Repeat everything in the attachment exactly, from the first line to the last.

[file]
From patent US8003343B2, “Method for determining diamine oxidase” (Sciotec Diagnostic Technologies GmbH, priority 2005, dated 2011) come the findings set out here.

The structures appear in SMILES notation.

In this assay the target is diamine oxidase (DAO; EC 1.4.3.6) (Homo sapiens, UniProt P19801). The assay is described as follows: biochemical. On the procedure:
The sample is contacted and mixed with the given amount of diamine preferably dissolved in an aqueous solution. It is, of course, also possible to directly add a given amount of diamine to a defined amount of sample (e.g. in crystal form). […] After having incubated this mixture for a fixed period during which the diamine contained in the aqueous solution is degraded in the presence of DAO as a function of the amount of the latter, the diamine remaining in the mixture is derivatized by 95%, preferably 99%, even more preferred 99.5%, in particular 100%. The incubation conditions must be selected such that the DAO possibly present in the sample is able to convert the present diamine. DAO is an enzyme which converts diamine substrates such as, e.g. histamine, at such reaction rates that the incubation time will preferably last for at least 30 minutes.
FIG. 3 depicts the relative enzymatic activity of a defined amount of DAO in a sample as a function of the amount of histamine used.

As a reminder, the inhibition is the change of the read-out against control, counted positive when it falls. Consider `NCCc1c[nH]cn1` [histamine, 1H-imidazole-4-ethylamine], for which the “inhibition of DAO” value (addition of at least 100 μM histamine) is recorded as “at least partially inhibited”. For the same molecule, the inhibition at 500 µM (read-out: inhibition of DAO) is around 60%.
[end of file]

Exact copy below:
From patent US8003343B2, “Method for determining diamine oxidase” (Sciotec Diagnostic Technologies GmbH, priority 2005, dated 2011) come the findings set out here.

The structures appear in SMILES notation.

In this assay the target is diamine oxidase (DAO; EC 1.4.3.6) (Homo sapiens, UniProt P19801). The assay is described as follows: biochemical. On the procedure:
The sample is contacted and mixed with the given amount of diamine preferably dissolved in an aqueous solution. It is, of course, also possible to directly add a given amount of diamine to a defined amount of sample (e.g. in crystal form). […] After having incubated this mixture for a fixed period during which the diamine contained in the aqueous solution is degraded in the presence of DAO as a function of the amount of the latter, the diamine remaining in the mixture is derivatized by 95%, preferably 99%, even more preferred 99.5%, in particular 100%. The incubation conditions must be selected such that the DAO possibly present in the sample is able to convert the present diamine. DAO is an enzyme which converts diamine substrates such as, e.g. histamine, at such reaction rates that the incubation time will preferably last for at least 30 minutes.
FIG. 3 depicts the relative enzymatic activity of a defined amount of DAO in a sample as a function of the amount of histamine used.

As a reminder, the inhibition is the change of the read-out against control, counted positive when it falls. Consider `NCCc1c[nH]cn1` [histamine, 1H-imidazole-4-ethylamine], for which the “inhibition of DAO” value (addition of at least 100 μM histamine) is recorded as “at least partially inhibited”. For the same molecule, the inhibition at 500 µM (read-out: inhibition of DAO) is around 60%.